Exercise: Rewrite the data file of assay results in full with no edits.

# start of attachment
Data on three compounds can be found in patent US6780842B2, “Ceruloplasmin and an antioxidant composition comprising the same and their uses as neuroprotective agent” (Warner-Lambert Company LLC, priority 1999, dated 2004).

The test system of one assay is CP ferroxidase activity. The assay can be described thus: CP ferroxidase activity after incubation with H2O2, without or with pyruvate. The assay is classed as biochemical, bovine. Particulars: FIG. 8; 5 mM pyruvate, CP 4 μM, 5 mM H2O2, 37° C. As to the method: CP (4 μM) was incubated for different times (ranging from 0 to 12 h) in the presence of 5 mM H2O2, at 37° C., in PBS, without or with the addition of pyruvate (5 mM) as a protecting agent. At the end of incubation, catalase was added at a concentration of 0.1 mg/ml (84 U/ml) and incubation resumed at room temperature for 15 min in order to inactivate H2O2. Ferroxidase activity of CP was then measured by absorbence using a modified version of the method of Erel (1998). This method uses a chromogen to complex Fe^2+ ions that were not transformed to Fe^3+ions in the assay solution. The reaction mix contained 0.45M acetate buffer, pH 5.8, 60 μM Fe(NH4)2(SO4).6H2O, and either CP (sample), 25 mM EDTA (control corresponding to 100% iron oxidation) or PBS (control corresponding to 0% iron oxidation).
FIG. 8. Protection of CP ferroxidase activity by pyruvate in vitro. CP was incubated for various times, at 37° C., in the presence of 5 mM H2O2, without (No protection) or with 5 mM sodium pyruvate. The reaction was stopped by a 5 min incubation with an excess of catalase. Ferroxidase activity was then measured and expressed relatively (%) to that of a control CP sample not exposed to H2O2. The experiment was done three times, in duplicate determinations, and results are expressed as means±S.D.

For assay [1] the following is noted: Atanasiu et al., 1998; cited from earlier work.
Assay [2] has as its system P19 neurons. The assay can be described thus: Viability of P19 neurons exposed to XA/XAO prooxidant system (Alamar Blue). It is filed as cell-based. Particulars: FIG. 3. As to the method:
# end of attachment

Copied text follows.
Data on three compounds can be found in patent US6780842B2, “Ceruloplasmin and an antioxidant composition comprising the same and their uses as neuroprotective agent” (Warner-Lambert Company LLC, priority 1999, dated 2004).

The test system of one assay is CP ferroxidase activity. The assay can be described thus: CP ferroxidase activity after incubation with H2O2, without or with pyruvate. The assay is classed as biochemical, bovine. Particulars: FIG. 8; 5 mM pyruvate, CP 4 μM, 5 mM H2O2, 37° C. As to the method: CP (4 μM) was incubated for different times (ranging from 0 to 12 h) in the presence of 5 mM H2O2, at 37° C., in PBS, without or with the addition of pyruvate (5 mM) as a protecting agent. At the end of incubation, catalase was added at a concentration of 0.1 mg/ml (84 U/ml) and incubation resumed at room temperature for 15 min in order to inactivate H2O2. Ferroxidase activity of CP was then measured by absorbence using a modified version of the method of Erel (1998). This method uses a chromogen to complex Fe^2+ ions that were not transformed to Fe^3+ions in the assay solution. The reaction mix contained 0.45M acetate buffer, pH 5.8, 60 μM Fe(NH4)2(SO4).6H2O, and either CP (sample), 25 mM EDTA (control corresponding to 100% iron oxidation) or PBS (control corresponding to 0% iron oxidation).
FIG. 8. Protection of CP ferroxidase activity by pyruvate in vitro. CP was incubated for various times, at 37° C., in the presence of 5 mM H2O2, without (No protection) or with 5 mM sodium pyruvate. The reaction was stopped by a 5 min incubation with an excess of catalase. Ferroxidase activity was then measured and expressed relatively (%) to that of a control CP sample not exposed to H2O2. The experiment was done three times, in duplicate determinations, and results are expressed as means±S.D.

For assay [1] the following is noted: Atanasiu et al., 1998; cited from earlier work.
Assay [2] has as its system P19 neurons. The assay can be described thus: Viability of P19 neurons exposed to XA/XAO prooxidant system (Alamar Blue). It is filed as cell-based. Particulars: FIG. 3. As to the method: